Hesperia Park and Hesperia Esplanade form an impressive green area where there were once factories and private villas beside the Töölönlahti bay. A 2.2-kilometre recreational path circles the bay and is also accessible the entire way by wheelchair.

The name Hesperia is connected to the romantic trend in the early 1800s. Hesperia was the poetic name used by the ancient Greeks to describe the mythical lands far off to the west. Hesperos refers to the evening star, and in Greek mythology the Hesperides were nymphs who tend a blissful garden in a far western corner of the world. Hercules is said to have collected golden apples from their garden.

Hesperia Park boasts many tree species, including crabapple trees, cherry trees, alders, oaks, poplars, elms, maples, birches, horse chestnuts, ash trees, lindens and a delightful sweet  bird cherry. A rare “Katherine Havemeyer” lilac was also found in the park. Although the shrub later died, it was successfully micropropogated and new shoots are growing.

Next to the lilacs is a play area. A rich assortment of lilacs once grew alongside the main road, Mannerheimintie, until the city’s wild rabbits destroyed some of them in 2008 and 2009. New saplings have since been planted, and the shrubs in the park have been protected by wire fencing.

Summer moments beside the bay Erja Lehto
Hesperia Park is used for all kinds of healthy exercise, including group aerobics Erja Lehto
A rare “Katherine Havemeyer” lilac was found in the park in 2006. It has since been successfully micropropogated and new shoots are growing Laura Hauta-aho
Ornamental apple trees in full blossom in early June Satu Tegel
Honeysuckle in Hesperia Park Elina Nummi
The amphitheatre outside the Finnish National Opera is a popular hangout and stage for small productions Elina Nummi

On the edge of the park by Mannerheimintie is a statue of Larin Paraske (1833–1904), a central figure in Finnish folk poetry. The statue was designed by Alpo Sailo (1877–1955) in 1936 for the Kalevala building, which was never realised. The statue was finally erected in Hesperia Park in 1949.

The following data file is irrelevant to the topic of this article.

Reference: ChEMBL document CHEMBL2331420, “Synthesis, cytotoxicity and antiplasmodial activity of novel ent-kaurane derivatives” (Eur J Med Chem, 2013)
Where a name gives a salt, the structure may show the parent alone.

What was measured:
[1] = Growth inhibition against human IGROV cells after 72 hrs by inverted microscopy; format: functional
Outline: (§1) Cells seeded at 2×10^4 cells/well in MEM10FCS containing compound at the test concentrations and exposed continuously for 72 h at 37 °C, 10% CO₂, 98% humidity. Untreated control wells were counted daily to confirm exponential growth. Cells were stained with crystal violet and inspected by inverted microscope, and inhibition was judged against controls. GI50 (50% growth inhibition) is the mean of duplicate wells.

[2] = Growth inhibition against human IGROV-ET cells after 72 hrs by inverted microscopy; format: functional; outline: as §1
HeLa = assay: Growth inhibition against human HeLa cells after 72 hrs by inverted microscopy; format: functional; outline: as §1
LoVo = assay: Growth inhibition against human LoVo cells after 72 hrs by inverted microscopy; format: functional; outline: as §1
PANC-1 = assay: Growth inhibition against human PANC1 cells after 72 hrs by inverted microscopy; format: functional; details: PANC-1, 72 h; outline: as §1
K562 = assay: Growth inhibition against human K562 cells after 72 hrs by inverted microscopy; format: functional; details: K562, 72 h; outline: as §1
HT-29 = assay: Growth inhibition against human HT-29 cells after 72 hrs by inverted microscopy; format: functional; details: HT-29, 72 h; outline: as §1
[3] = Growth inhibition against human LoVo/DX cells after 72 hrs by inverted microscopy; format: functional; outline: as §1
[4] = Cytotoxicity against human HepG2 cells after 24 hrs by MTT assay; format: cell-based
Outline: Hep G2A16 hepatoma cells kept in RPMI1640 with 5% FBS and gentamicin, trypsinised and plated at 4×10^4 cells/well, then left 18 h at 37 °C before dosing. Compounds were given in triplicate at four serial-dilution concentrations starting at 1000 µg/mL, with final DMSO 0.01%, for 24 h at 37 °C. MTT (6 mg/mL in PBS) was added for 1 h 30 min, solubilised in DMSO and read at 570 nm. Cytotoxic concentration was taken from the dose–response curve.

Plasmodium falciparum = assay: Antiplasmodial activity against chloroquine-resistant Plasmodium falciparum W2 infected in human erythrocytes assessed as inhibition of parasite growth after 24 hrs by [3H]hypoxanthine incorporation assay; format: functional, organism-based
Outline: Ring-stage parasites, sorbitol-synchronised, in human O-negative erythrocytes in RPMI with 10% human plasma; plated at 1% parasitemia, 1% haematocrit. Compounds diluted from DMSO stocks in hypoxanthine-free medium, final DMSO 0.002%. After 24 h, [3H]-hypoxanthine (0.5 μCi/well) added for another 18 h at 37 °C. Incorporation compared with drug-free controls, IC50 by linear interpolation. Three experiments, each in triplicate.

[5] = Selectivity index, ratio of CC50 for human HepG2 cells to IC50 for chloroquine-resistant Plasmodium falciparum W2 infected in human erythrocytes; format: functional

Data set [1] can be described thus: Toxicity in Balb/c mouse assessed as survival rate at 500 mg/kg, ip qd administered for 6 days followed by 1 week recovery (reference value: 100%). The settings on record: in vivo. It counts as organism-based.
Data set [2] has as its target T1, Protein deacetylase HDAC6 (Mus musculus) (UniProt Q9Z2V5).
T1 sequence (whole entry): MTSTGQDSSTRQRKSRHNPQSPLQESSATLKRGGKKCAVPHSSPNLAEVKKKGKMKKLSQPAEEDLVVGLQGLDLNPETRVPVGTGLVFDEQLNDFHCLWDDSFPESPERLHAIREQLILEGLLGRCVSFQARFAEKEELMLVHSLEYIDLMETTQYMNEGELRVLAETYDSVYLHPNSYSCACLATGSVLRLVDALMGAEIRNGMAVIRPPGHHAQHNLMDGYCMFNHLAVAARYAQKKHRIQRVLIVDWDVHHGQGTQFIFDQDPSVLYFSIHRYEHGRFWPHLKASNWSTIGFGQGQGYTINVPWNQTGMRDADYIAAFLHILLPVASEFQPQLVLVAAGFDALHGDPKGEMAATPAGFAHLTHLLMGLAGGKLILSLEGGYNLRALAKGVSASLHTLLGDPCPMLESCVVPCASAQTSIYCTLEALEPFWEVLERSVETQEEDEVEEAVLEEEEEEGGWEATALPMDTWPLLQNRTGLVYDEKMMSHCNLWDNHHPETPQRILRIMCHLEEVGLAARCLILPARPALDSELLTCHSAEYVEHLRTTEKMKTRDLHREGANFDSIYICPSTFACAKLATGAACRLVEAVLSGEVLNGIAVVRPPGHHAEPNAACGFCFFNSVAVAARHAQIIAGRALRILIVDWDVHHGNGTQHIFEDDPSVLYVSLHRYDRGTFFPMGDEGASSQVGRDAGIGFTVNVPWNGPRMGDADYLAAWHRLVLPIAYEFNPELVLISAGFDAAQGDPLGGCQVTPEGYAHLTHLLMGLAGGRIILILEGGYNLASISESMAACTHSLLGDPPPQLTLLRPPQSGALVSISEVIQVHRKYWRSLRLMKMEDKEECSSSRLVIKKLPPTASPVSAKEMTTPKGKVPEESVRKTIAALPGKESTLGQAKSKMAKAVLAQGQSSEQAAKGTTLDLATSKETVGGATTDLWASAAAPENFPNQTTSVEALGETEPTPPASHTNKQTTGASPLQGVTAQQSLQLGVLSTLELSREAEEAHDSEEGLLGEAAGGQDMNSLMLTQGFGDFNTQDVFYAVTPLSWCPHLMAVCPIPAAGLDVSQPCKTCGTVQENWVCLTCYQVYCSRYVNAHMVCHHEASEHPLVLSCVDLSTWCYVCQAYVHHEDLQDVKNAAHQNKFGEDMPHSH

On the bay side of the park is a serpentine sculpture entitled Opera Ophidia. The work consists of steel netting filled with rocks. The sculpture was made by the artist group Ossi Somma, Reijo Paavilainen and Pertti Mäkinen and was part of a park exhibition commemorating Helsinki as one of the European Cities of Culture in 2000. It is derived from a work created for the group’s 20th anniversary exhibition in 1999, where the serpentine form was shown from above. The exhibition toured around Finland and the contents of the netting changed accordingly: in Pori, the work was filled with rocks, in Rovaniemi with ice and in Alajärvi with peat. Opera Ophidia attracted a lot of attention at the Töölönlahti sculpture exhibition, especially among children. After the exhibition, the work was left in place indefinitely, because dismantling would have meant its destruction. It is still owned by the artist group.

Between Opera Ophidia and the bay is a rock with a Sri Chinmoy Peace-Blossom memorial plaque. The plaque is dedicated to world peace and is inscribed with the date on which it was unveiled, 13 November 1998.

The Finnish National Opera was designed by architects Hyvämäki, Karhunen and Parkkinen and completed in 1993 in the northern section of the park. Nearby is the fine-dining Restaurant Töölönranta.